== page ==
Gross single-family rental yields for Washington and Sullivan counties were down in the third quarter, but that doesn’t necessarily signal a down market for landlords – especially in Sullivan County. At the same time, the multi-family market in Sullivan is undergoing growth disruption while the Washington County market is stable and many of the large complexes are reportedly at or near full occupancy.
Attom Data Solution’s Single-Family Rental Report and the Department of Housing and Urban Development’s (HUD) 2018 Fair Market Rents (FMR) point to a single-family rental housing market undergoing some changes. Rents for three-bedroom homes were up 3% in Sullivan and 2% in Washington in the Attom Report. FMRs were up, and the Sullivan County increases were substantial.
Shane Abraham, founder and operating principal of Universal Development & Construction, says the Washington County multi-family supply-demand balance “is best I’ve seen since getting into the business.” There are still pockets of demand, but things look very balanced, he added. Sullivan County is another matter. He said he would have to look very hard at anything new in Sullivan County.
Several property Sullivan County property managers also said they were uneasy with what they see in the market. New complexes that have come online have ramped up competition and has some managers saying it looks like there’s more supply than demand. Sullivan County and Kingsport got involved with tax incentives for apartment complexes in an attempt to make their jurisdictions more popular to new residents and to cash in on the success they saw their neighbor to the south making. And ground has just been broken on the Town Park Lofts, a $32 million 263 apartment-retail project at the old Supermarket Row side.
So far, the new apartment complexes that have opened have offered attractive incentives for new residents. While data is sketchy, an anecdotal accounting shows the net effect has been attracting apartment dwellers from other Kingsport complexes to the new developments. That has upped the marketing effort of existing complexes smarting from the occupancy losses at a time when they are under pressure from owners to increase profits.
Tommy Harvel, president of the Tri-Cities Apartment Association, said he sees more of the Kingsport market since that’s where his business is located. “I think we’re getting to the category of all the multi-family supply we need.” He said he has focused his rental properties on the single-family market. “I can’t complain my occupancy rate,” he said. He attributed that to keep his rentals in good shape and making any upgrades quickly when there is a vacancy, so there’s not a long lag before it’s back on the market.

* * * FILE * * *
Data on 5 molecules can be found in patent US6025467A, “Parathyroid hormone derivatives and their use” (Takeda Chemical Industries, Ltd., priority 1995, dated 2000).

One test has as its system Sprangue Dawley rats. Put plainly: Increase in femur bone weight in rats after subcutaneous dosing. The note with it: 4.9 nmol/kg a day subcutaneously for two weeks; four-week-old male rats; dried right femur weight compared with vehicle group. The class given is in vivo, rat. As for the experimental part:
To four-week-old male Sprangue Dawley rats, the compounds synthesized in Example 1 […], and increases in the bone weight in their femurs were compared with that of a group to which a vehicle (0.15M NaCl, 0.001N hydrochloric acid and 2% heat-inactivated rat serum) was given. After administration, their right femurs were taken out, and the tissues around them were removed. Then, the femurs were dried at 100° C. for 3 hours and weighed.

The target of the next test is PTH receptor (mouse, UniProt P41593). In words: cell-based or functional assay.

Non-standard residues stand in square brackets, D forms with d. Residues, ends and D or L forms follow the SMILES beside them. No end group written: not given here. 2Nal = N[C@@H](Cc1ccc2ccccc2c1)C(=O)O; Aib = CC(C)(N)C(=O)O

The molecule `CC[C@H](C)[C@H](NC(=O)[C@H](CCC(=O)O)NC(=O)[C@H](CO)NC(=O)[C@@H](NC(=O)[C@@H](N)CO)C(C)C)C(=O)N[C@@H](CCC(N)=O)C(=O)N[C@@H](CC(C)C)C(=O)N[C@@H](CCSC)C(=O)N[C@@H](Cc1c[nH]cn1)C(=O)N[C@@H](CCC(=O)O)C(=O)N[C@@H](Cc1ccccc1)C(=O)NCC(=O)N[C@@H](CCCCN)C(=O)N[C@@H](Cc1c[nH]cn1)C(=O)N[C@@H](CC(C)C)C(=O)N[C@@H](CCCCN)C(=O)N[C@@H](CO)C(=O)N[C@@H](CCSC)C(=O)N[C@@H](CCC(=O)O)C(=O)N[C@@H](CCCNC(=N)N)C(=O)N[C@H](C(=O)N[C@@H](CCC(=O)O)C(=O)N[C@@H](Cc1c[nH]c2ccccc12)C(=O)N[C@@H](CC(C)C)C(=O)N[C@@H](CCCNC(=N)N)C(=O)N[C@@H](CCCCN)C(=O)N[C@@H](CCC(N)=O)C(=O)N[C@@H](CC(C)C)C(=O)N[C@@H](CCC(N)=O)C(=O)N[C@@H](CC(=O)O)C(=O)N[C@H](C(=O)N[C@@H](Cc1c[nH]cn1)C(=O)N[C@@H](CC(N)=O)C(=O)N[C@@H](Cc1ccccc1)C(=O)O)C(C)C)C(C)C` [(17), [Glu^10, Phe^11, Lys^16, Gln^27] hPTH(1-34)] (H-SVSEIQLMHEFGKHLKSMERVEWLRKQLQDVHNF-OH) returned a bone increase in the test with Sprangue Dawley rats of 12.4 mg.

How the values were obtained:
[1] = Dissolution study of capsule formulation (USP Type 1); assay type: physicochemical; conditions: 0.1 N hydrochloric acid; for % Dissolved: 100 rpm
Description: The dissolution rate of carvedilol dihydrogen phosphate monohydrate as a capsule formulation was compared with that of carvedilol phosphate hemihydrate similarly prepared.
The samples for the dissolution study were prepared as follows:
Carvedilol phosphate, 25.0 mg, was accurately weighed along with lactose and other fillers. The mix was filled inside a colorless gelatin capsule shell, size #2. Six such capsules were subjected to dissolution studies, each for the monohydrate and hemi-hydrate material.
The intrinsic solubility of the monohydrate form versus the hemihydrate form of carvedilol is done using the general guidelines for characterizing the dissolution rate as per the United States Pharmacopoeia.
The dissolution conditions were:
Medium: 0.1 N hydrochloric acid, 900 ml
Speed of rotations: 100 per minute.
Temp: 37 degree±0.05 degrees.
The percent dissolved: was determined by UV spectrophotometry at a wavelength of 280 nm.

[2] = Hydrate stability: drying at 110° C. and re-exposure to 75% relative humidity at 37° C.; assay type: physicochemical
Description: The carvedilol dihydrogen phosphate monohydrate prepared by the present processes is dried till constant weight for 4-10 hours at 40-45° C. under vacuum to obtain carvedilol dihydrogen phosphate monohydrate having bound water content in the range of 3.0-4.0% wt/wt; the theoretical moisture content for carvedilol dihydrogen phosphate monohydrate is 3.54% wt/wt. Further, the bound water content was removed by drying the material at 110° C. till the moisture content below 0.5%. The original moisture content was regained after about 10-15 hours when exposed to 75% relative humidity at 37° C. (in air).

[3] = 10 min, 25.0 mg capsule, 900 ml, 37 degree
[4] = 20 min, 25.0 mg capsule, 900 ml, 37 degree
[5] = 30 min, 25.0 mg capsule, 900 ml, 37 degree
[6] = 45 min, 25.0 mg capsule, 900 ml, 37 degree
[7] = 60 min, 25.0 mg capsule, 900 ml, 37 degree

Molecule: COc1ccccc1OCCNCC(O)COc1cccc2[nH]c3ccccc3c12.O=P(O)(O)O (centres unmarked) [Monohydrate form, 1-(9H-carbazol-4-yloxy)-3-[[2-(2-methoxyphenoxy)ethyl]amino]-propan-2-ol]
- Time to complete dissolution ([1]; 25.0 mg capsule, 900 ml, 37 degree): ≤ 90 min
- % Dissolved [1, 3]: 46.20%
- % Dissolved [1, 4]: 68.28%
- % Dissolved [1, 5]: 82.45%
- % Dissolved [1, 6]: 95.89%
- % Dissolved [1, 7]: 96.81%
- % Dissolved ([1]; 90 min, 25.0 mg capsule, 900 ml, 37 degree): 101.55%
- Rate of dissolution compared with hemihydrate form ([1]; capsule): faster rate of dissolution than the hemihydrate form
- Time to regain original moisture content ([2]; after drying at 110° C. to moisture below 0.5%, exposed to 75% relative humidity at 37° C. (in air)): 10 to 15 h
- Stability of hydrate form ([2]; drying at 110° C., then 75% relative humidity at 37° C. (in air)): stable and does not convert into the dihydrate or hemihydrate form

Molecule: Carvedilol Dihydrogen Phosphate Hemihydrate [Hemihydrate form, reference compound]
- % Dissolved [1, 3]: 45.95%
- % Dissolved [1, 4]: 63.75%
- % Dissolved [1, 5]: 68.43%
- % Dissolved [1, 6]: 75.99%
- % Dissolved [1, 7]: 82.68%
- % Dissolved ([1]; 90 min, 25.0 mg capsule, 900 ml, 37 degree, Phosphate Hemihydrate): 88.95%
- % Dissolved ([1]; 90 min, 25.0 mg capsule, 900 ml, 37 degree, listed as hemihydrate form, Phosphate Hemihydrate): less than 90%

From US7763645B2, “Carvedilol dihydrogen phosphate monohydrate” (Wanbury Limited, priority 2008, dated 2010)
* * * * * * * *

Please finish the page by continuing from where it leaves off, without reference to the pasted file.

The Sullivan County multi-family market and the effects of local governments goosing the market will be closely watched over the next two years for successes levels and if there are any unintended consequences.
Attom’s report also shows the single-family rental market activity for both individual and institutional investors is softening. Over the past five years, investors were a big factor in absorbing the excess inventory of homes – especially in the $200,000 and under price range. According to Attom the share of non-owner occupied single-family home sales in Sullivan County has been 30.6% during the past five years. In Washington County, the share was 29.1%. Some of those sales were for rental properties, and some were bought by flippers. According to the Census Bureau, 37.7% of the households in Washington Counties were rentals last year. In Sullivan County, the share was 28.4%.
During the third quarter, institutional investors accounted for 2.2% of single-family sales in Sullivan, down from 2.6% last year and 2.3% in Washington County, down from 3.2% last year. That follows the national trend. There’s also some indication that some investors are now looking at the current crop of new single-family and townhome properties are investment properties. Attom bench lines institutional investments from individual investors based on 10 sales a year.
Attom’s Q3 report shows that the gross single-family rental yield in Sullivan was 8.9%, down from 9% during the same period last year.
Yields in Washington County were 7%, down from 7.6% last year.
Q3 rental yields peaked in Washington County in 2015 at 9.5%. They peaked in Sullivan County at 9.3% in 2012.
The report lists the Q3 rent for a three-bedroom Sullivan County property as $887, up 3% ($27) from last year, and $902, up 2% ($18), in Washington County.
HUD’s 2018 Fair Market Rents show increases for all ranges of rentals, but the increases are larger in Sullivan County and the Kingsport-Bristol MSA. A full listing of the FMR for efficiencies, one, two, three and four-bedroom homes by ZIP code is available at the HUD Web site.
Here’s what the FMR benchmarks look like in the Johnson City and Kingsport metro areas compared to last year’s final FMR. (The 2018 FMR is the median for all of the MSA zip codes compared to the final 2017 MSA FRM)
Johnson City MSA
Efficiency – $500, up $28 (5.9%)
One-bedroom – $540, up $13 (2.5%).
Two-bedroom – $680, up $12 (1.8%).
Three-bedroom – $860, up $14 (1.7%)
Four-bedroom – $1,000 – no change
Efficiency – $500, up $47 (10.4%)
One-bedroom – $520, up $41 (8.6%)
Two-bedroom – $680, up $44 (6.9%).
Three-bedroom – $900, up $64 (7.7%)
Four-Bedroom 980, up $66 (7.2%)
Landlords, property managers, and investors said one of the biggest headwinds facing both the multi- and single-family rental markets in the Tri-Cities is wage stagnation.